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Apple reportedly rejects Sony Reader app, changing stance on purchases made outside the App Store?

According to the New York Times, Apple has rejected a few apps recently including Sony’s Reader app, based on the way content is purchased for use within the app. Sony's Reader app is an eBook platform similar to Apple’s own iBooks app and the Amazon Kindle app. Content can be found and purchased outside the app, bypassing Apple's iTunes Store and therefore bypassing Apples slice of the pie.

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Top 5 reading apps for iPad

TiPb checks out the best, most must-have reader apps to load up on your iPad

Have an iPad and curious which are the best, most must-have reading apps you need to check out? Want to really get the most out of that big 9.7-inch screen? Well read on for TiPb's top 10 most recommended, most must-have readings apps for your iPad.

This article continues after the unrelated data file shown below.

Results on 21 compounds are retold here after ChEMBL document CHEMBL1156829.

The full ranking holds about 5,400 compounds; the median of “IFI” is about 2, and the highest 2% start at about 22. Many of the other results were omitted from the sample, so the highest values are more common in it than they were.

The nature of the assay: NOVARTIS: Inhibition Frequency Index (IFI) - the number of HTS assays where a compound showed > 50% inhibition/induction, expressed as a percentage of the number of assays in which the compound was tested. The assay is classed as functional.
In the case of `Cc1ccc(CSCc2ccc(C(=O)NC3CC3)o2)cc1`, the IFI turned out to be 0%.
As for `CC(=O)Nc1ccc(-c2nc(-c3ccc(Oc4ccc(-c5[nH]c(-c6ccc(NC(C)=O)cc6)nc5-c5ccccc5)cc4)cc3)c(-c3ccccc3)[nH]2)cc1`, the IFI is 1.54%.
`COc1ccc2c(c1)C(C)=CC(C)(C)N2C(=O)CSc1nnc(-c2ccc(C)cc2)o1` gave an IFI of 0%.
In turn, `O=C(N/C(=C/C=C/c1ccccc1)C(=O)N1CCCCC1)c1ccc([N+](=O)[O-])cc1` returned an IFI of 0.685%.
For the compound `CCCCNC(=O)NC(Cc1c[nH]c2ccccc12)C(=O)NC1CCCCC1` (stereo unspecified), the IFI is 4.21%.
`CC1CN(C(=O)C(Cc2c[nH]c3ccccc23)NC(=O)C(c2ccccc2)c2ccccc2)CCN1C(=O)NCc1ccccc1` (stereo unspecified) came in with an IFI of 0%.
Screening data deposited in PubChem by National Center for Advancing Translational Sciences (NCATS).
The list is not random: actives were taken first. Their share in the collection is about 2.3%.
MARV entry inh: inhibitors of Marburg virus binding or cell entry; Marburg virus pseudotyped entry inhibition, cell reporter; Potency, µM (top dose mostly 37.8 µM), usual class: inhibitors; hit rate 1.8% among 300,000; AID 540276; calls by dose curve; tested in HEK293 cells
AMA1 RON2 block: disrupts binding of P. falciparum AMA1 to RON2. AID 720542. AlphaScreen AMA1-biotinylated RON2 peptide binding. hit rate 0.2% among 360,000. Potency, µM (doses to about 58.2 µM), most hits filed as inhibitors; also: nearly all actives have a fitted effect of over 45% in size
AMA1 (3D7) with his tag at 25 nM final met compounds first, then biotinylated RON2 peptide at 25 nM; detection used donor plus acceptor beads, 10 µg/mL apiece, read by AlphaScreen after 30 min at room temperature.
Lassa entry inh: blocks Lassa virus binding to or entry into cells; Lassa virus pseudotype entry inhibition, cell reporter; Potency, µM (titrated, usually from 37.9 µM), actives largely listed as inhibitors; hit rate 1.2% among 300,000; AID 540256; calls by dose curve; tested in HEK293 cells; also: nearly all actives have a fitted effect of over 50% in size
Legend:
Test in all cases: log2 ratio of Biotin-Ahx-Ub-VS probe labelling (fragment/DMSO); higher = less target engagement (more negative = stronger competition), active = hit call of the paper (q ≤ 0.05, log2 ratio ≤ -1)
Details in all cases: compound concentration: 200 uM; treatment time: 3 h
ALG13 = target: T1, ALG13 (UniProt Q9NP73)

Note: Many of the reader apps are free but individual books, issues, etc. are available via in-app purchase. Those prices vary.

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Google Editions to take on Apple's iBooks

Google is expected to launch an online eBook store before the end of the year under the name of Google Editions and that once again puts the head to head against Apple and their new iBooks:

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iPad gaining on Kindle in e-Reader market share

Apple's iPad is gaining fast on Amazon's Kindle in the battle for eBook reader dominance according to a new survey conducted by ChangeWave Research.

The Amazon Kindle (47%; down 15-pts) is hanging on to a rapidly diminishing lead over the Apple iPad (32%; up 16-pts) among current e-Reader owners.

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iBooks vs Kindle app- Which one should you use?

Ever since the iBooks was announced, this is probably the single biggest issue an avid ebook reader will ultimately have to deal with: Kindle app or iBooks. What should you pick? Well, no one can tell you that for certain, but I hope to give you a little insight that might help you decide.

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Amazon: Kindle better for unitaskers in bikinis